The Nigerian film industry known as Nollywood
started humbly about 20 years ago. Nollywood movies were shot as cheaply and as quickly as possible, then released straight to VHS. The majority of Nollywood films are still sold offline, in outdoor markets from wheelbarrows or by the roadside from street vendors. In the early 2000s, Nollywood distribution shifted from VHS to discs — and now, the movies are also beginning to stream online. iROKO, one of the first companies to take Nigerian films online, is carefully tracking the viewing patterns of its growing audience
. While Nigerian internet access is often subpar
, streaming services are catering to the international diaspora. iROKOtv is a hub for streaming movies
, with plenty of free movies alongside movies available as part of monthly membership. Their website grew out of their YouTube channel
, which had over 400 movies online in 2011
, though recently they are mainly posting trailers. If you're not sure which movies to see, Nollywood Forever has plenty of reviews
, and Nollywood.com has a ton of African movie trailers
One of the side effects of being a 5-day, live show was that the Gothic soap opera Dark Shadows
featured regular technical and acting flubs. Many
, many flubs [more inside]
disappeared while canoeing of the coast of North Yorkshire in 2002. He was presumed dead, until he walked into a police station on Saturday
with no memory of where he has been for 5 and a half years. [more inside]
("new dawn") is a phenomenally popular radio drama broadcast out of Kigali, Rwanda
. The soap, funded by Dutch NGO La Benevolencija
, follows the story of two star-crossed lovers who come from opposing villages involved in an increasingly violent struggle. Thought Rwandan law makes it difficult to discuss the genocide in the media, the show aims to open a dialog using the fictional villages of Bumanzi and Muhumuro as a proxy for Hutus and Tutsis.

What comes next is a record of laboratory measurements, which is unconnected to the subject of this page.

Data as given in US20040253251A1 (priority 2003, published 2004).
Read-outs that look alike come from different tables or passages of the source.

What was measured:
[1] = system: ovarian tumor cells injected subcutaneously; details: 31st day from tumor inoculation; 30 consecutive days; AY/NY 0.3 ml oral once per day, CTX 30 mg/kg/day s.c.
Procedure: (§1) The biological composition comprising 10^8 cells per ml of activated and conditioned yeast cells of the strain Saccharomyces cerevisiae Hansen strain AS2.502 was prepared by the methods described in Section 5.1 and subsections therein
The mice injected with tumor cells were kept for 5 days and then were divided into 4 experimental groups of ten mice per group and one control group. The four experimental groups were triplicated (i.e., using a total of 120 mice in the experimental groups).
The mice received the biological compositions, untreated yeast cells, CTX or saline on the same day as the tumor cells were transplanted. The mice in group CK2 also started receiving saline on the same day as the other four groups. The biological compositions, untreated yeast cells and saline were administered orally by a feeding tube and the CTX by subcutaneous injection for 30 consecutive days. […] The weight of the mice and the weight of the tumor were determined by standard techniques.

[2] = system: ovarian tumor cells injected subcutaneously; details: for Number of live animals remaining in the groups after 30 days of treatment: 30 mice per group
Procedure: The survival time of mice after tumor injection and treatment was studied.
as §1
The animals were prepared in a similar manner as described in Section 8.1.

A soap opera may seem like an unlikely vehicle to tackle a topic of such national importance, but it's actually not uncommon
. And, certainly, Rwanda is a country that knows all too well about the power of radio
What is a ZARF? Well, at first it was a Turkish coffee cup holder
made of precious or filigreed metal
. Then it became the name for the cardboard java jacket
that keeps you from burning your delicate little fingers at Coffee Bean. And now? Thanks to the dedicated folks at All My Children
, Zarf has become daytime television's favorite overacted
transvestite/accused murderer... a character written in a way that even confuses
the fans who name their teddy bears
after him. Uhh... her.
The Spot is back.
The mid-nineties experiment in creating an online soap returns, telling the story of some new housemates via webdiaries, photographs and videos. You can see the original site via The Wayback Machine
. I'm suddenly overtaken by a nostalgic glow.
Timmy leaves his Princess.
Josh Ryan Evans, the actor who played Timmy on my favorite soap opera (Passions
) died Monday evening from a heart condition.
What's creepy is that the exact same day on the show, his character died.
The producers are editing out anything to do with Timmy, although I really hope that there's a legitimate memorial on the show for the character. He's been the soul of the series, and he simply can't be replaced.
Of course, I expect Tabitha to go full on evil now...
When I was a newspaper-slinger back as a youngster, I became acquainted with that odd funnypages subgenre-the soap opera comic strip
(i.e. Winnie Winkle
,Rex Morgan, M.D.
and the pinnacle of the genre Gasoline Alley
Moving at the brisk pace of 4 panels a day, these entertainments must have seemed quaint even in their early radio days infancy, yet they gained devoted followings and Dr. Rex
and Skeezix and the Gang
are actually still active. While the strips are published on the web, I'm surprised that there hasn't been a whole-hog revival of the genre. Heck, Brenda Starr
could be truly funky hip modern woman if the right person retooled her a bit and I imagine many web community administrators could relate to Mary Worth